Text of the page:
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Women still have a mountain to climb when it comes to gender equality in law firms, especially when it comes to making equity partner, according to a new survey released Wednesday by the National Association of Women Lawyers.

In its 2018 Survey on the Retention and Promotion of Women in Law Firms, NAWL found that women’s path among Am Law 200 firms to equity partnership is bleak. Over the last 12 years that NAWL has conducted the survey, the number of female equity partners has increased only 5 percent, from 15 percent in 2006, to 20 percent today.

“We are making slow, incremental progress on the promotion of women into equity partnership at law firms in this country,” said NAWL president Sarretta McDonough, a former lawyer at Gibson, Dunn & Crutcher and Kirkland & Ellis who earlier this year became an associate general counsel at Intel Corp.

Given this current rate of growth, it would take nearly a century for women to make up half of the equity partnership tier, McDonough said. “We’re not looking at reaching that level until 2078 at this rate, so we still have a lot of work to do,” she added.

The NAWL survey found that women enter the legal profession at rates similar to men, comprising 47 percent of associates. But as female lawyers rise in seniority, their numbers drop substantially, as they make up only 30 percent of the nonequity partnership tier and 31 percent of entering equity partner classes.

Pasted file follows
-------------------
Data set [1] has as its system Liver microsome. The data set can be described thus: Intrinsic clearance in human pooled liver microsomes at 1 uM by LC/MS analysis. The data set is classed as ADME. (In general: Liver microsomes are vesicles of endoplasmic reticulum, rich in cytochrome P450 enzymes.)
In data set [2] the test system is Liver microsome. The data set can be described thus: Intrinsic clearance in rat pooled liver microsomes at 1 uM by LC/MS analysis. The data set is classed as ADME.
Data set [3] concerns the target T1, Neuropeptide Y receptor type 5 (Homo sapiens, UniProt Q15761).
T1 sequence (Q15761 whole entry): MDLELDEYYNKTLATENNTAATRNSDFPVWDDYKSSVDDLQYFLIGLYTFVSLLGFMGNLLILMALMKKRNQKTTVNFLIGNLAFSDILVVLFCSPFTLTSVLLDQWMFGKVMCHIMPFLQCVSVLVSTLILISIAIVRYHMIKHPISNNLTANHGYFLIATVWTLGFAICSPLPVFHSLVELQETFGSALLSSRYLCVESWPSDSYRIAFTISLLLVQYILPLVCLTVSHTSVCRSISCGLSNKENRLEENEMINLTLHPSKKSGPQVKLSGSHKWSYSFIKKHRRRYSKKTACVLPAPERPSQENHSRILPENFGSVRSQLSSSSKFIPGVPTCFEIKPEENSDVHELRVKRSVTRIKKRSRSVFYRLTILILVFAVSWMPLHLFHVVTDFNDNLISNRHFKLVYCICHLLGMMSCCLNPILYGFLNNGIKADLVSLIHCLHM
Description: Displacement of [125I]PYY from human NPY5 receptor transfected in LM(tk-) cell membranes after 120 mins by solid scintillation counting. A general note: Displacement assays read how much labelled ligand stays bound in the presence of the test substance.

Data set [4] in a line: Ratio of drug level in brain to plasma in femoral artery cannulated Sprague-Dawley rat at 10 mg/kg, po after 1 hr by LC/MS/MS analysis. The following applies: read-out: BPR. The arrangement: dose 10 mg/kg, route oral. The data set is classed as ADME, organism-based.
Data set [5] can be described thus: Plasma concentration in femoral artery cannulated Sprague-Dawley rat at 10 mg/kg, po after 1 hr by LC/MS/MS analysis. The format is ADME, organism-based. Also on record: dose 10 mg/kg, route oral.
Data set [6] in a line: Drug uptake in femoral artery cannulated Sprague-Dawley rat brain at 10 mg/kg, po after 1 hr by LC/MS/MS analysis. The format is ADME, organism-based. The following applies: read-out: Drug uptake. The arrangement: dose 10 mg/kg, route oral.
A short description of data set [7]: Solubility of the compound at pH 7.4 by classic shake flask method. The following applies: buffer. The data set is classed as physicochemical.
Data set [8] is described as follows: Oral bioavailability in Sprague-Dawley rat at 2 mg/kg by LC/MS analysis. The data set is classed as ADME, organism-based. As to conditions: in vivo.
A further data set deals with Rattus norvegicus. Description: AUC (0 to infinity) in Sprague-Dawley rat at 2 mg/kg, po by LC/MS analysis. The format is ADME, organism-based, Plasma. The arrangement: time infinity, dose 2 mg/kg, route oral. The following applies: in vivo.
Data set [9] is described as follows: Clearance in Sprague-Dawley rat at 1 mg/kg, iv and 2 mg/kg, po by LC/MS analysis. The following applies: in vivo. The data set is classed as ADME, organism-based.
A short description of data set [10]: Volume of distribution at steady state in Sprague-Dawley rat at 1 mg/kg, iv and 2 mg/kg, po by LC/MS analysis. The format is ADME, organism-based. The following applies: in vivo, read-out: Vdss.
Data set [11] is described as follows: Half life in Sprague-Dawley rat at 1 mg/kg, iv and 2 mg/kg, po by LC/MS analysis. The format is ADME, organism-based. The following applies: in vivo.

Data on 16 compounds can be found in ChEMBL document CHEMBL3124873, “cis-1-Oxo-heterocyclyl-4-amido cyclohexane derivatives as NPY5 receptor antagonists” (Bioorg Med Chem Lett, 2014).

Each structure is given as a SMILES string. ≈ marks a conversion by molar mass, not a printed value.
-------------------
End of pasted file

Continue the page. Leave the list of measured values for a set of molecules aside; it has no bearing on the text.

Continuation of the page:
After nearly a decade working on the survey, McDonough said that NAWL has started to focus in on things that it can exclude as the reasons for this disparity, mostly notably the billable hour.

Sarretta McDonough

“Women and men are reporting the same level of billable hours,” she said.

The NAWL survey found that among equity partners, women work just as many hours as men, but their client billings are only 92 percent of those of their male colleagues. And while billing rates are the same at the associate level, by the time lawyers reach nonequity partnership, they’ve developed a 5 percent gap that continues into equity status.

Of the 97 Am Law 200 firms surveyed, 93 percent reported that their top earner is a man. Of the 10 most highly compensated lawyers in a firm, zero or one of those were women.

Despite those sobering statistics, there were some bright spots.

Among the top Am Law 50 firms, the NAWL report noted that 37 percent of their governance committee seats were filled by women, an increase over their numbers last year and a greater percentage than those reported by the rest of the Am Law 200.

“That’s where a lot of the compensation and promotion decisions are made,” McDonough said.

By having more women in the room making those decisions, McDonough said she is hopeful that data collected on the firms over the next few years will show an increase in women at the equity partnership level.

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